The defendant was lawfully stopped for a speeding violation. After the officer gave the defendant a verbal warning, the officer asked him if he had any illegal drugs in his car. The defendant said no and gave the officer consent to search the car. The officer found a controlled substance in a film container located inside the automobile.
Whether the officer must inform the detainee that he had a right to leave before attempting to obtain his voluntary consent to search the automobile?
No. Whether the detainee knew that he had a right to leave is only one factor in determining if his consent was voluntary.
The key to all Fourth Amendment issues is whether the officer acted in a reasonable manner. The Court stated that this question is usually answered after reviewing the facts that surround the situation at hand. Therefore, the Court prefers to avoid the establishment of bright-line rules in Fourth Amendment areas. In Schneckloth v. Bustamonte, the Supreme Court rejected a comparable bright-line rule that would have required a consenter to be informed of their right to refuse consent before their choice would be considered voluntary. While a reviewing court should consider whether a detainee knew of his right to leave at the time his consent is requested, the Court did not find this fact alone to be decisive. The voluntariness of consent is to be determined by a consideration of all the circumstances.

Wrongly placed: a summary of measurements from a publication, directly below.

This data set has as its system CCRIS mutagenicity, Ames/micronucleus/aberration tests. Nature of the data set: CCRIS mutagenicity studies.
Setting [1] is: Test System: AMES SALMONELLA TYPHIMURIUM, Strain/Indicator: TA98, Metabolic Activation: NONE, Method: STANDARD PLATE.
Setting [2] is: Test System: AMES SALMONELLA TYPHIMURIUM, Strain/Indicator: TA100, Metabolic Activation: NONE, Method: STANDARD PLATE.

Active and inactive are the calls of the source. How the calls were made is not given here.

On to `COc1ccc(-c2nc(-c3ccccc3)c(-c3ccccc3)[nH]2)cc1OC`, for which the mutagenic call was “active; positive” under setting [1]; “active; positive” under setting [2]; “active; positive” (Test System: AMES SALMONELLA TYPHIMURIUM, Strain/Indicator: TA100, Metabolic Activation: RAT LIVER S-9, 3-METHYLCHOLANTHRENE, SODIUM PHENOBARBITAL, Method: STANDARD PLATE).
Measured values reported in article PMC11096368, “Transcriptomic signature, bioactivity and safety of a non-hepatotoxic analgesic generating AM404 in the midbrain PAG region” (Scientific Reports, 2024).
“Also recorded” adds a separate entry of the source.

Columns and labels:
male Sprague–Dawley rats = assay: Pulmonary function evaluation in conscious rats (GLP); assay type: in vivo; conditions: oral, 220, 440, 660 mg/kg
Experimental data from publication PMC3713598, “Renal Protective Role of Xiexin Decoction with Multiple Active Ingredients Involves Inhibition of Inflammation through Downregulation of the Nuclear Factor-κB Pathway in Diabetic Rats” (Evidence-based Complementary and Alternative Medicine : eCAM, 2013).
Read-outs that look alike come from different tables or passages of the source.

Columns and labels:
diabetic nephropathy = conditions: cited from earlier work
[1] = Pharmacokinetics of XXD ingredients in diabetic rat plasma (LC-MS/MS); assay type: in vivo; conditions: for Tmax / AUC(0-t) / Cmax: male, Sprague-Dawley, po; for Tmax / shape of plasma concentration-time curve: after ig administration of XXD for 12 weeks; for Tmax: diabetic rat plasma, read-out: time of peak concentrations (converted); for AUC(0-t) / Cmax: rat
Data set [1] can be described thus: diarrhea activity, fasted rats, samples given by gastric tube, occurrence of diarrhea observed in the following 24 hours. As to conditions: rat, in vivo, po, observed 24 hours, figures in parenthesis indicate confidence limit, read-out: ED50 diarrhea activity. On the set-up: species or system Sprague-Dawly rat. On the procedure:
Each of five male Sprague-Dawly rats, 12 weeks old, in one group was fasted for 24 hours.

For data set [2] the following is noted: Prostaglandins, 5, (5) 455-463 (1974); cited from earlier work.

519 U.S. 33, 117 S. Ct. 417 (1996)
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